In the IOMTM(2)-2, the *β* coefficient of Visit * Arm2 was significant with an estimate of −1.847 and SE of 0.874. This indicated that the level of fatigue increased over time on the IROX arm and this was significantly greater than for patients on the IFL (control) arm. The *β* coefficient of Visit * Arm1 was not significant. This indicated that the level of fatigue did not change over time on the FOLFOX arm and there was no significant difference of fatigue over time between the IFL and the FOLFOX arms. The cumulative probabilities for the IROX arm decreased more steeply over time compared to the FOLFOX arm and the IFL arm. Thus, for this particular measure of QOL, fatigue, the worst treatment was not the one that provided the longest time to progression and best overall survival (FOLFOX).

A large number of subjects dropped out due to tumor progression or death (40.5%). Thus, the analysis in Section 4.1 is problematic as among other things, it implicitly imputes missing values for the dropouts due to death. Imputing such values for subjects who died is not a sensible approach. We would argue for QOL data, that imputing these QOL values for those who dropped out due to their disease progressing is not sensible either.

Table 3 summarizes the reasons for dropout in the three treatment arms. The dropout rates due to progression/death were marginally higher in the IFL and the IROX arms. To deal with events due to progression/death, we used a mixture model for the joint distribution of longitudinal measures and progression/death times (Hogan and Laird, 1997) similar to previous work by Pauler, McCoy, and Moinpour (2003) and Kurland and Heagerty (2005). For this data set, we had the actual progression/death times for subjects who dropped out due to progression/death and also for those who dropped out for other reasons. Table 4 summarizes the visit window in which patients progressed/died for all three treatments. Note, for some subjects, this is past the time they actually dropped out.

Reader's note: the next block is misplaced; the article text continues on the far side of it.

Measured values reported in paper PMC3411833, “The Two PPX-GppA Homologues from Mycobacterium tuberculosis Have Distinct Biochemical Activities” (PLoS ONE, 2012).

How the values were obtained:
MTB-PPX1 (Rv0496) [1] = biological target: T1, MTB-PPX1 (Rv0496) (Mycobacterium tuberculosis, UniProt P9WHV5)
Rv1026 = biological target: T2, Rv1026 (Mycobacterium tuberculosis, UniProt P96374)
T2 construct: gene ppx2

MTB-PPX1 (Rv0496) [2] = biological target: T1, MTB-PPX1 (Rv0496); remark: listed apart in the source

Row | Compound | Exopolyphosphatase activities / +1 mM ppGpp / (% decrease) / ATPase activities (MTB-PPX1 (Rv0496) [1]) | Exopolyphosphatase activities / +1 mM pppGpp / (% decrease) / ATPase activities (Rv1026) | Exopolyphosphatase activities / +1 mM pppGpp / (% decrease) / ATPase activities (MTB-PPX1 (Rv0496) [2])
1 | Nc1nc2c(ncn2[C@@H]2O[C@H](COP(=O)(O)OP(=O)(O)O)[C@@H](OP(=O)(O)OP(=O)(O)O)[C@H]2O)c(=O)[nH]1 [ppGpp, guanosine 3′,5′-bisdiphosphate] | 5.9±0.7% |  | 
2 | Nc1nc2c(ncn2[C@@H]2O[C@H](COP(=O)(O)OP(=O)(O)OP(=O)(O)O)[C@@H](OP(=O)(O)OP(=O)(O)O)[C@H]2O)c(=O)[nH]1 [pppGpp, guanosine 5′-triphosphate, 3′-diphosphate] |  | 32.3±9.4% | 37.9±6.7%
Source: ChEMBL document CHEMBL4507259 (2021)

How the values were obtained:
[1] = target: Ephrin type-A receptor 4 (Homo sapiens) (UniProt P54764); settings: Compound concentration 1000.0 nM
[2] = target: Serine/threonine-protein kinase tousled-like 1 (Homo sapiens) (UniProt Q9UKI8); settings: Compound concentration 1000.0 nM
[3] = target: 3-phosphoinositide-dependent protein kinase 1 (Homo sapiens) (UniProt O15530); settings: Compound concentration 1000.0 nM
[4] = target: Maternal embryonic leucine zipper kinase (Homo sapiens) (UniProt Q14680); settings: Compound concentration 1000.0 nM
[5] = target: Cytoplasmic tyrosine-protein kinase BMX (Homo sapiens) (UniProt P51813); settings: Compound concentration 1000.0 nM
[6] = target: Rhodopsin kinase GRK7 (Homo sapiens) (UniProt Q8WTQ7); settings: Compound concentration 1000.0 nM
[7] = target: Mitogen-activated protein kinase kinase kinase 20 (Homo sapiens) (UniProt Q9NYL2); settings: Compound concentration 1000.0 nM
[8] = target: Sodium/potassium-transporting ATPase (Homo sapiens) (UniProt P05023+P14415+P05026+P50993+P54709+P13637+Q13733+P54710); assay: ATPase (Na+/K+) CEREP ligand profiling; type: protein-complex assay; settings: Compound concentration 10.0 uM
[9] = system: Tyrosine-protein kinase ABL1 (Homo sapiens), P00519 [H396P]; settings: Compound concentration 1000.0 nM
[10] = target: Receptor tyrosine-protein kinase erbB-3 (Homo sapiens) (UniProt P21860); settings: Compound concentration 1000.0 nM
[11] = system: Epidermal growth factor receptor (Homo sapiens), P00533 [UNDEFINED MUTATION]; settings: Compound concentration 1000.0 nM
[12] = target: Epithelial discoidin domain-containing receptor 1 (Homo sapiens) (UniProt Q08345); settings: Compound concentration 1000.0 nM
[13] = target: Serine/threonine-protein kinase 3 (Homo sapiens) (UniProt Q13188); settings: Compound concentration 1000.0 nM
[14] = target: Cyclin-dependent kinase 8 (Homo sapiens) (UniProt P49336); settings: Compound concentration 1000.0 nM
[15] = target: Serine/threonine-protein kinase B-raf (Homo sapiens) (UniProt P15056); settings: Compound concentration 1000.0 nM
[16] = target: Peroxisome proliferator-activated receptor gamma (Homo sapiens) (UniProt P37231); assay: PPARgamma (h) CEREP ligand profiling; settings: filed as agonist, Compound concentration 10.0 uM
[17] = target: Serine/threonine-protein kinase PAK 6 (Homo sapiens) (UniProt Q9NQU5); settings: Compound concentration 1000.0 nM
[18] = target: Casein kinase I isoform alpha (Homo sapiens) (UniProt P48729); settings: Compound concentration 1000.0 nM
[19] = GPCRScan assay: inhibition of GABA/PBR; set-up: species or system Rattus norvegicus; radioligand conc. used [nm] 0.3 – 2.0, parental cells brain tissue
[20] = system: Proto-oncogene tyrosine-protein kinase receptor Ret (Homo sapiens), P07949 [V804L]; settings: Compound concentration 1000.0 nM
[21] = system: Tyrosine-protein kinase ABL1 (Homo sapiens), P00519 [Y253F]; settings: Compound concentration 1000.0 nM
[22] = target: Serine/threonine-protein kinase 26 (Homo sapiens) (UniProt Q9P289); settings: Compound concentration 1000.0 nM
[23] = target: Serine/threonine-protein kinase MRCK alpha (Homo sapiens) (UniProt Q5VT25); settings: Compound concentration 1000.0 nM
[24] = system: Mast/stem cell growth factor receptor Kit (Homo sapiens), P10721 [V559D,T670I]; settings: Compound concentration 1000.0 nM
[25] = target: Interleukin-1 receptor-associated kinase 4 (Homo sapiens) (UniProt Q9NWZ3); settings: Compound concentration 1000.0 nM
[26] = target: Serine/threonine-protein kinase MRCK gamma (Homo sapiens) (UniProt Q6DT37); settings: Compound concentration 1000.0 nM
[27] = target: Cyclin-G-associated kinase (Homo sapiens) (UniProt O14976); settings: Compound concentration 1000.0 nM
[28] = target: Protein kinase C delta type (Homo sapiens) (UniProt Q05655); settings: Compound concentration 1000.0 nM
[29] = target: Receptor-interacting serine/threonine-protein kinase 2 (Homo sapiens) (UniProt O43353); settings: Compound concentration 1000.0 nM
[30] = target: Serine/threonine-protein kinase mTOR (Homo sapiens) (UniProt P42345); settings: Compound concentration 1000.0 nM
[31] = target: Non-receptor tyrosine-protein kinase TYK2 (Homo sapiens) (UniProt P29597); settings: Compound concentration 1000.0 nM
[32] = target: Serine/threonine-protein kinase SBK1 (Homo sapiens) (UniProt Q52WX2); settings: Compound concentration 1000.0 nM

Define *S* to be the progression/death time. We specify the ordinal MTM models conditional on progression/death time, *S*. Due to the small sample sizes when conditioning on individual times, we assumed the parameters were the same for *S* = 1, …, 5 (those who progressed/died before the end of the study) but different for those who did not, *S* = 6. This approach implicitly assumes that for a given progression/death time (pattern), that missing data before the progression/death time is MAR (conditional on pattern); this situation occurs if dropout is not due to progression/death.